After determining the right tasks for delegation, Mark considers the right circumstances of delegation. In so doing, Mark may ask the following questions: (1) are appropriate equipment and resources available to perform the task, (2) does the delegatee have the right supervision to accomplish the task, and (3) is the environment favorable for delegation in this situation? To appropriately answer these questions, it is imperative that Mark completes an assessment on each client. Patients who are or may become unstable and cases with unpredictable outcomes are not good candidates for delegation. For example, it may be appropriate for unlicensed assistive personnel to feed patients requiring assistance with the activities of daily living. However, if a patient has a high risk for aspiration and a complicated specialty diet, delegation of feeding to unlicensed assistive personnel may not be safe.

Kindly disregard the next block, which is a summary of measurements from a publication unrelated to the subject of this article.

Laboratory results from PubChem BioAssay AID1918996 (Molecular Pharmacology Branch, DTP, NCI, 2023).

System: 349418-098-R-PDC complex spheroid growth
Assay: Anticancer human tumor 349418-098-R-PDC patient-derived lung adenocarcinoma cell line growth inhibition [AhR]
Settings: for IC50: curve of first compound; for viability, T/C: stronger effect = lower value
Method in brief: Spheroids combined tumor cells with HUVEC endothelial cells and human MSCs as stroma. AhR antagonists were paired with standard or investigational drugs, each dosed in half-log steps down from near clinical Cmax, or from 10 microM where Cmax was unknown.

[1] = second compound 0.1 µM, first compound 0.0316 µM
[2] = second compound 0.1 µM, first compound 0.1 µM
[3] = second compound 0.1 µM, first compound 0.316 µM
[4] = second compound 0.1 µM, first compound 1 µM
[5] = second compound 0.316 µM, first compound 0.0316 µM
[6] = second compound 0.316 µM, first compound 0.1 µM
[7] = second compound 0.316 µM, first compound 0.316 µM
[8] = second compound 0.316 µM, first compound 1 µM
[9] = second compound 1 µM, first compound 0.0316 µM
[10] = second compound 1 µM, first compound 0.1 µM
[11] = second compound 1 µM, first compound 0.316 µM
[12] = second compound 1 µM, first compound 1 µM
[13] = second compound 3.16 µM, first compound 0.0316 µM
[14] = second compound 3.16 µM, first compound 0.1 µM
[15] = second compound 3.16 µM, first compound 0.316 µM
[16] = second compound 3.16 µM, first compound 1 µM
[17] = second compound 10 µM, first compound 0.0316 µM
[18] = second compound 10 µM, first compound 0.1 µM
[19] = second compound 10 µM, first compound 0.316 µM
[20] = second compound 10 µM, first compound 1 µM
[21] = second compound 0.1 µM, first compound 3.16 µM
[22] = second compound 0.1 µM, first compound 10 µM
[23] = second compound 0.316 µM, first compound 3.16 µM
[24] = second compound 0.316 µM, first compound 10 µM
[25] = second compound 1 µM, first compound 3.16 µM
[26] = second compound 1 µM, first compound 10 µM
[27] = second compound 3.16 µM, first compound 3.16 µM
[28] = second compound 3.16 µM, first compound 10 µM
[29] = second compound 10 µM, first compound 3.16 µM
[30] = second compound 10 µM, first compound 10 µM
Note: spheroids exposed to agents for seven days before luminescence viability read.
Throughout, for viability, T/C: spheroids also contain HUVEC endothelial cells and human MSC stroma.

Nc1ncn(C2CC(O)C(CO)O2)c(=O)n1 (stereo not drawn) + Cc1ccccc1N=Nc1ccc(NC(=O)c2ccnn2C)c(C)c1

Right person

If a task and circumstance are right for delegation, the next “right” of delegation is the right person. Mark needs to consider if the potential delegatees have the requisite knowledge and experience to complete delegated tasks safely, especially concerning the assessed patient acuity. Before delegating a task, the registered nurse must know the delegatee’s job description and previous training. Mark may be unsure about his potential delegatee’s qualifications. Therefore, he might ask the following questions before delegating a task: (1) have you received training to perform this task, (2) have you ever performed this task with a patient, (3) have you ever completed this task without supervision, and (4) what problems have you encountered in performing this task in the past?